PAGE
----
Students turn to creating their thesis film projects during the second year as they choose between a writing/producing track writing full scripts and producing films their classmates are directing, or a writing/directing track, where they develop full productions that are 8 to 15 minutes in length. The thesis films were screened at graduation in front of parents bursting with pride and faculty and student colleagues who empathized with the personal investment and creative stamina needed to pull them off.
To further their education in real-world scenarios, students were encouraged to participate in real-world exercises ranging from working the backStory group to partner with composers from the Jerusalem Academy of Music and Dance to produce original scores for their films, to pitching their project to a team of faculty and mentors for additional money to produce their films.
“Once students are in the work world, the whole game is about pitching your product,” Springston explained about the pitch competition.
Nation and Dowling were two of three students awarded additional money for their projects, and agreed that the exercise was about more than just the money.
“Pitching our films was a wonderful experience,” Nation said. “It’s a good lesson in how to pitch your own material and get other people excited about it and try to get your vision of it across.”
Nalani Dowling takes a few minutes to review production footage on her camera during filming of her thesis film, “Breach,” about the relationship between two sisters-in-law. (Photo: courtesy of Nalani Dowling)
In a nod to the adage, “write what you know,” both Dowling and Nation directed thesis films that are personal pursuits in several ways. Dowling worked on a project called “Breach,” about the relationship between two sisters-in-law during a stressful pregnancy for one of the characters. Dowling is attracted to themes of female relationships, drawing on the relationship she has with her sister.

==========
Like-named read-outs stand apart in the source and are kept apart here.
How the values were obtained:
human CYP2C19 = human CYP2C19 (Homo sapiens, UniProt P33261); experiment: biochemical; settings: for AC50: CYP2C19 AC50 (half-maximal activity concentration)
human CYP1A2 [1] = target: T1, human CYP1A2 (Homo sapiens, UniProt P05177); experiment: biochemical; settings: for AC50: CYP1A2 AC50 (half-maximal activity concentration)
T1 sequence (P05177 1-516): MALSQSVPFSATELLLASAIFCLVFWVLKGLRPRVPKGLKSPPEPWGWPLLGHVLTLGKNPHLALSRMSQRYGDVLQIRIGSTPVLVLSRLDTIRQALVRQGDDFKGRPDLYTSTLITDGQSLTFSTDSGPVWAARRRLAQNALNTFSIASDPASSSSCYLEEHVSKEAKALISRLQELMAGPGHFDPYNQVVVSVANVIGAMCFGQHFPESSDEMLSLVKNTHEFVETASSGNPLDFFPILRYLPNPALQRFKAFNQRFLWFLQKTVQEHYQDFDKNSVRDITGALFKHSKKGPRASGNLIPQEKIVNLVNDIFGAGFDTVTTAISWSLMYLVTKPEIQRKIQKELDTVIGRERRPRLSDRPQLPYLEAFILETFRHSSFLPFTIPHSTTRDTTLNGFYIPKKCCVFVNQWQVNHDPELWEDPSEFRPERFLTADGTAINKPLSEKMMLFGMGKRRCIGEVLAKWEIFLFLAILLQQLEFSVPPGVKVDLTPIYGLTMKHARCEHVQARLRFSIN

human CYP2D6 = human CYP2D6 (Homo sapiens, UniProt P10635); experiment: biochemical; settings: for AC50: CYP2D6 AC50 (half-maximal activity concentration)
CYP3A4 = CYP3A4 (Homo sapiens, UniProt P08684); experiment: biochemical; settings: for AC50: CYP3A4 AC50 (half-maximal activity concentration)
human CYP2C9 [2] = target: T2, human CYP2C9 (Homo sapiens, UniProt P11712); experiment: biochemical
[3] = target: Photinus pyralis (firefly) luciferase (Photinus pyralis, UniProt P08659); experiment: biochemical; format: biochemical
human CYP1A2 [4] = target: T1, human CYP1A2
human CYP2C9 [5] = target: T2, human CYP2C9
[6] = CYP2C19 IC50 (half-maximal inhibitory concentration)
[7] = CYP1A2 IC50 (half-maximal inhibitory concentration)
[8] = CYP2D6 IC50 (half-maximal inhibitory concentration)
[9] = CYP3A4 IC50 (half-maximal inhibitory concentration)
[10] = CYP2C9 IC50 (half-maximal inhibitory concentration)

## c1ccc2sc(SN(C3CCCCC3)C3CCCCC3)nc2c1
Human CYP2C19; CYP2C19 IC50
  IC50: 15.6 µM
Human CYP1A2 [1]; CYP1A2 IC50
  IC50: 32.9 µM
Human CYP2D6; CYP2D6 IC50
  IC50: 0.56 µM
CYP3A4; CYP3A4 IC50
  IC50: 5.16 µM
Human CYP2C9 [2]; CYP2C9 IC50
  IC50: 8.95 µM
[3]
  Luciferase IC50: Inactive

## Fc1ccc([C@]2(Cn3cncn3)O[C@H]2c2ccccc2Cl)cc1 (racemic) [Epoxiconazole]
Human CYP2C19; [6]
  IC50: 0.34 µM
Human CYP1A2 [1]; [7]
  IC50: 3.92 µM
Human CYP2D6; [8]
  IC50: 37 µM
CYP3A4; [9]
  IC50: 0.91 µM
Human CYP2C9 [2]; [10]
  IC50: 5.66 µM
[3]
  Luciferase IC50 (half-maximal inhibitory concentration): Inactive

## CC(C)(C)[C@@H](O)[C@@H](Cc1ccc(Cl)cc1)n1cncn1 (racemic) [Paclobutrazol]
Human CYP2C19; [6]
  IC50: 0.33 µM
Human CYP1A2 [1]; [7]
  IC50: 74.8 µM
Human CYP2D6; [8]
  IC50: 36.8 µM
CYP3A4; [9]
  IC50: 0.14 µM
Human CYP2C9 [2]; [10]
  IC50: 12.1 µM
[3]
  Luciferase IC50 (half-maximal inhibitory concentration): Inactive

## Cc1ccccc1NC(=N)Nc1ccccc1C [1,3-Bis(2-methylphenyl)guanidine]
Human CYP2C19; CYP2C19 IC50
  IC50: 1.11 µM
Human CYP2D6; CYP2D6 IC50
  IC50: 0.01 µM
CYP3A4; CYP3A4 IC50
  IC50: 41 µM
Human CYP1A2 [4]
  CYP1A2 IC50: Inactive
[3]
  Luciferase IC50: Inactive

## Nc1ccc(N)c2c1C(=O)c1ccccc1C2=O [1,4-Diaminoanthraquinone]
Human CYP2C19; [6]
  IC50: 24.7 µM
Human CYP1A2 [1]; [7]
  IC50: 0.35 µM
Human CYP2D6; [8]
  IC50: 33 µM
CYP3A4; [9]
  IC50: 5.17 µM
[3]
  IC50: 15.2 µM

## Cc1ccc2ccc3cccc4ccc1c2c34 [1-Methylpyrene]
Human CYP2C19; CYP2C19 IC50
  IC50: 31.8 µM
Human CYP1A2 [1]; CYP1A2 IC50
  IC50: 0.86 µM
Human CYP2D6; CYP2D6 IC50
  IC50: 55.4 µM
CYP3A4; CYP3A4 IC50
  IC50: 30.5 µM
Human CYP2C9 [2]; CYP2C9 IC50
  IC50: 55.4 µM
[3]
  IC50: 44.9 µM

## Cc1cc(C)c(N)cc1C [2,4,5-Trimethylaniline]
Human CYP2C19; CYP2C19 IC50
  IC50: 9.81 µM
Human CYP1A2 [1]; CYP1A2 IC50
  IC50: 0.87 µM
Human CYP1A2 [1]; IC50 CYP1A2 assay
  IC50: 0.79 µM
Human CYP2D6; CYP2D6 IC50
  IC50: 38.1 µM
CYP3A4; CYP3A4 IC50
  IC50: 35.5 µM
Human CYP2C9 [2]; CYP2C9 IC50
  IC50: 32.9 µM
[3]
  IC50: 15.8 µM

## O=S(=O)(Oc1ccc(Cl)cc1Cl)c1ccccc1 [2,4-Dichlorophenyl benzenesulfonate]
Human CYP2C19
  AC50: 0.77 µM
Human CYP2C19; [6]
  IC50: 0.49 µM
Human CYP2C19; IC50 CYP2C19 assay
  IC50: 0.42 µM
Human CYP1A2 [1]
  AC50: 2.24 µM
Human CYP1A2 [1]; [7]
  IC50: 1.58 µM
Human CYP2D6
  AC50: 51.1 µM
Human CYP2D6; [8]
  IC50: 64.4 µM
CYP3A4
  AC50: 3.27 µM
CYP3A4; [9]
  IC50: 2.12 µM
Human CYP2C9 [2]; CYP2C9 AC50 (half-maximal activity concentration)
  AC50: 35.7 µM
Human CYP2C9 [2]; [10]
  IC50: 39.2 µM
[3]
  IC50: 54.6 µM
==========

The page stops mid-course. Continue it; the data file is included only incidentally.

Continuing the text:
Nation directed “Poppy,” a dream sequence following a young girl who pursues adventures like traveling in space and exploring the African wilderness…until the camera comes back to reality and she is in the hospital fighting for her life. This, too, hit close to home as Nation spent time right before the program started caring for her niece who was battling leukemia. Although the short film ends on an uncertain note, Nation’s niece is doing well and attended graduation to cheer on her aunt.
In the end, the film industry is about connections and that is another lesson illustrated many ways throughout the MFA program.
For instance, once the students moved to Trilith, they had to establish a pipeline to accomplish their end goals. These contacts ranged from connecting with the crew from Georgia Film Academy who helped with their thesis films to an impromptu encounter with Dan Cathy, CEO of Chick-fil-A and a main investor in Trilith Studios. Cathy is also a key financial supporter of the MFA Film program at UGA.
Dowling recalls how Cathy was very helpful. He had talked with the group on a call early in the program, telling them they have been challenged to impact the world and storytelling is the most impactful way to do that. Then, he gave the students his cell number. And, the students used it.
“We were meeting at GFA and one of my classmates just texted him to let him know we were there,” Dowling recalls. “He came right over and we just piled in a van and he showed us the studios. They were filming the most recent Spider Man movie and we hadn’t signed waivers or anything, but he was showing us all around the studios.”
After the tour, he took the group out to dinner, one of a few times he did that.
The moral of the story is clear, said Dowling: “Don’t be afraid to ask, and know who to ask.”